Adebayor has been enormously impressive since his return from the wilderness - scoring four goals in five starts - but Spurs still require more from Soldado following his £26million move in the summer. The Spaniard played a delightful through-ball to create an early chance for Lennon at Old Trafford, but he then missed a gilt-edged opportunity to increase the visitor's lead before half-time.
The stats concerning Soldado's shooting accuracy make for uncomfortable reading at Spurs, with the striker managing a conversion rate of just 3% from open play. Of all the players to score at least five goals in the Premier League this season, Soldado possesses by far the worst shooting accuracy, with just 35% of his total attempts hitting the target. It seems there is no quick-fix to a problem that was influential in Villas-Boas' departure.
United falling behind
Another interesting statistic to come out of this fixture is United's troubles with conceding the first goal of the game. The champions have gone behind in ten of their 20 Premier League matches this season, with only seven clubs conceding first on more occasions.
This was also a problem in Ferguson's final campaign, in which United fell behind 16 times, battling back to win nine of those matches.
If you consider that the champions conceded first in only eight matches in 2011/12 and eight in 2010/11, this points to a worrying trend in the past two years that Moyes must try to reverse. There is a sense that United's unbeatable aura has deserted them this year, and frequently falling behind in matches has played a significant role in that concern.
Januzaj's performance was a silver lining of comfort on another cloudy day for United at Old Trafford. The balletic 18-year-old is an enormous talent and he played the pass of the match to find Welbeck for United's goal. Hopefully Moyes' plans to strengthen in January won't be to the detriment of Januzaj's chances to gain further first-team experience, as he has been a joy to watch thus far.
Of course, there have been questions over Januzaj's tendency to go to ground rather easily and he picked up his third booking for diving this season against Spurs. Although Moyes argued that Howard Webb was wrong to show a yellow card - "A terrible decision. He's got bumped off the ball - a terrible decision" - it appears that Januzaj's reputation now precedes him.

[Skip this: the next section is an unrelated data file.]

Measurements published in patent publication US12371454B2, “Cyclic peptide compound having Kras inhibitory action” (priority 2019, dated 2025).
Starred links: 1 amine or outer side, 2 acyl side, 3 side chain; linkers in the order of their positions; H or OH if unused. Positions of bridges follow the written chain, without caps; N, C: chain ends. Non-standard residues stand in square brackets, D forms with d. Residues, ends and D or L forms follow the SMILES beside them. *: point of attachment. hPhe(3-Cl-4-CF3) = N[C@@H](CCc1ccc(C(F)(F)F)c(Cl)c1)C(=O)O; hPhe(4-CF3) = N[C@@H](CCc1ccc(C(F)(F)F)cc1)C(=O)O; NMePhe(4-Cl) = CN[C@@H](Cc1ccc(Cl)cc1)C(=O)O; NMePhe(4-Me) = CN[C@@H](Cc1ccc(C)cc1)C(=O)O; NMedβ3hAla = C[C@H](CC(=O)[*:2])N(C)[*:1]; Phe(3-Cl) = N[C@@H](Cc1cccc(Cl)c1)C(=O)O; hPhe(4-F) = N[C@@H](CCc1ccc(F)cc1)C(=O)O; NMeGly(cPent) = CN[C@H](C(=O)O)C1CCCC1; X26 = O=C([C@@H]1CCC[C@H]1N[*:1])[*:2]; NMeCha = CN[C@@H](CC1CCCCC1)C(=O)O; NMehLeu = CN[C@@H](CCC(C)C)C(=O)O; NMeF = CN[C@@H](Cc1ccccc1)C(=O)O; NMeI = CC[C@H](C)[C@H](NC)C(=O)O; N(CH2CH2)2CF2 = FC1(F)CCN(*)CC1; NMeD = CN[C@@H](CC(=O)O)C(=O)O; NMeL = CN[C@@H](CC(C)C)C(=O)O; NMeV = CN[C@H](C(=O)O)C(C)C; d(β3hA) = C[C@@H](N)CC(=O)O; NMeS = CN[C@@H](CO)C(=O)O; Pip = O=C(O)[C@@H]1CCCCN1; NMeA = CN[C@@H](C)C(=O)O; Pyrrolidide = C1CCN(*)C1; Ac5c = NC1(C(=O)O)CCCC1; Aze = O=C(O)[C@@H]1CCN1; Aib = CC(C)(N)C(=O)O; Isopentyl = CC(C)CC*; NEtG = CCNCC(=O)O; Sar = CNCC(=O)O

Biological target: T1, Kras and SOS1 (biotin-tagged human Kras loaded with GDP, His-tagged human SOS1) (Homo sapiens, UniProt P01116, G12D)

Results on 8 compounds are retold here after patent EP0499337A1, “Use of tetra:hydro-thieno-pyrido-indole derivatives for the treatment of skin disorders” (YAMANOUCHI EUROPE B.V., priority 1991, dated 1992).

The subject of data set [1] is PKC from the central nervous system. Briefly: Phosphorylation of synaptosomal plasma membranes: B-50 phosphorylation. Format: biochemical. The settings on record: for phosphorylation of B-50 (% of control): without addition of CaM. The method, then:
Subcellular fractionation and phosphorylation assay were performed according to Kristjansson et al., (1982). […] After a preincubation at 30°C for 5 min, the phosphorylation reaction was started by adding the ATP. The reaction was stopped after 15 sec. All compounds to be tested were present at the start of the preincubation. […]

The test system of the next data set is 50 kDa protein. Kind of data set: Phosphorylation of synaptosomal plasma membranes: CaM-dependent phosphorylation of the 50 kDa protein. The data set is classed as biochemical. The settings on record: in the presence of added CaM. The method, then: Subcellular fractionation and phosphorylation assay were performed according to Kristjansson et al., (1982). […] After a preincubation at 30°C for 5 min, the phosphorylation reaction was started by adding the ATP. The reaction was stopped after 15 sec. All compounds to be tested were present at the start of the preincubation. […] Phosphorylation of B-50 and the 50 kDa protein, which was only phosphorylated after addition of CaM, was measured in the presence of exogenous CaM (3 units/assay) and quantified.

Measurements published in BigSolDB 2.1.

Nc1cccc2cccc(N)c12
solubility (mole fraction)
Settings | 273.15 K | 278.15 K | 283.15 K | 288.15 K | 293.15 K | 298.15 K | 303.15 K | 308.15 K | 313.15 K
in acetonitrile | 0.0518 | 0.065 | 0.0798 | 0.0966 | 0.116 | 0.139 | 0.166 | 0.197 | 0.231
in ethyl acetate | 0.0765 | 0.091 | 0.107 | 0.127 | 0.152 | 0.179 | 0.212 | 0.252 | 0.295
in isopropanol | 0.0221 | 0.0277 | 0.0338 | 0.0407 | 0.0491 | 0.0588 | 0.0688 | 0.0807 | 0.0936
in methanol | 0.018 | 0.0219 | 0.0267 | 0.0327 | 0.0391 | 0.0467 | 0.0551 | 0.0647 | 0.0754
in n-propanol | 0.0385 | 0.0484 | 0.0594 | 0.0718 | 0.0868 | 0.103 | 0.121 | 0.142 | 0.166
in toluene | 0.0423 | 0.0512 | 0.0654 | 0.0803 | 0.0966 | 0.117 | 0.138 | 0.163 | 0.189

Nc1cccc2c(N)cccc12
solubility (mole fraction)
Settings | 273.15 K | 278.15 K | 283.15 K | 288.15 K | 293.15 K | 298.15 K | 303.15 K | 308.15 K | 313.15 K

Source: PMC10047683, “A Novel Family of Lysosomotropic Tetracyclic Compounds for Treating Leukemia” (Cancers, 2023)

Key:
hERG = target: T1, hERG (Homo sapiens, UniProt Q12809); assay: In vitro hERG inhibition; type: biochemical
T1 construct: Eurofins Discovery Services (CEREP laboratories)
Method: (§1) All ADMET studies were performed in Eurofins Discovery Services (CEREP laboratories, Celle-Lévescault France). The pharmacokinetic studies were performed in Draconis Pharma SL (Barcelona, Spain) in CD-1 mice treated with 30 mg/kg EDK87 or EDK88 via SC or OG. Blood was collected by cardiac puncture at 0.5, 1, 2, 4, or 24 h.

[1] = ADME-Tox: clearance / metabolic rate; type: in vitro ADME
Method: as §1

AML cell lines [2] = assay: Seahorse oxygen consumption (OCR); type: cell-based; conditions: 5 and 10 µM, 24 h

With Welbeck also guilty of taking a tumble in the penalty area and Ashley Young receiving criticism for similar offences, Moyes must work to ensure the problem is eradicated, otherwise United could soon find themselves being denied genuine appeals for free-kicks.
This was arguably the case when Young was brought down by Hugo Lloris' reckless slide in the final stages of the match. As Moyes rightly argued, Howard Webb should have pointed to the spot and possibly dismissed the keeper.
"The goalkeeper comes out, Ashley Young gets the ball before him and he follows through," said Moyes. "It's an incredible decision which didn't go our way, in fact probably the one of the worst I think I saw."
After risking a semi-fit Robin van Persie against Newcastle and subsequently losing the striker to injury for eight weeks, Moyes was perhaps foolish to put Rooney through 90 minutes on his return to action. The striker struggled to get involved in the first half, but despite appearing unfit, he was then forced to drop into a more demanding role in central midfield.
Moyes' decision to change his line-up in this way hinted at his frustration with his midfield options as both Michael Carrick and Tom Cleverley were replaced following disappointing displays. With Dembele's telling contribution for Spurs reiterating United's mistake in failing to sign the Belgian from Fulham in 2012, one wonders how Moyes now intends to find a similar leader for the champions' midfield. Marouane Fellaini has not yet reached the required standards and it seems certain United will look for alternatives now the transfer window has opened.